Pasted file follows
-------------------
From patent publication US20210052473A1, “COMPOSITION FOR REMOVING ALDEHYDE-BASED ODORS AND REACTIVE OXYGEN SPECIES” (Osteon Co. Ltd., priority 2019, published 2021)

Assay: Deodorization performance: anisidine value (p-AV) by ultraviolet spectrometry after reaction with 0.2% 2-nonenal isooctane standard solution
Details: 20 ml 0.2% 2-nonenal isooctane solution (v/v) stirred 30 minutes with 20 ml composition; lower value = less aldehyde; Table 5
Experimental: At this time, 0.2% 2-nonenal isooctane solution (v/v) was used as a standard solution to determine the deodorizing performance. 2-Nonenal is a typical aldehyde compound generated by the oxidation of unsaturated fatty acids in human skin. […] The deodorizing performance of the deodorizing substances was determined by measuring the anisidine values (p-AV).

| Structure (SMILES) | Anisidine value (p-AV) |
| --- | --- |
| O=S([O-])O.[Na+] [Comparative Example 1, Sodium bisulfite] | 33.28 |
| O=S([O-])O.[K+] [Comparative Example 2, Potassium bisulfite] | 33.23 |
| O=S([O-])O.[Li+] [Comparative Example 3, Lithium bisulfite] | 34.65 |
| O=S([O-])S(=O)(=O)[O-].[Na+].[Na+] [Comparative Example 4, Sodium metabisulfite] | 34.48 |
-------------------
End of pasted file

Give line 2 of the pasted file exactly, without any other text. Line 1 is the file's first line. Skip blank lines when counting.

Assay: Deodorization performance: anisidine value (p-AV) by ultraviolet spectrometry after reaction with 0.2% 2-nonenal isooctane standard solution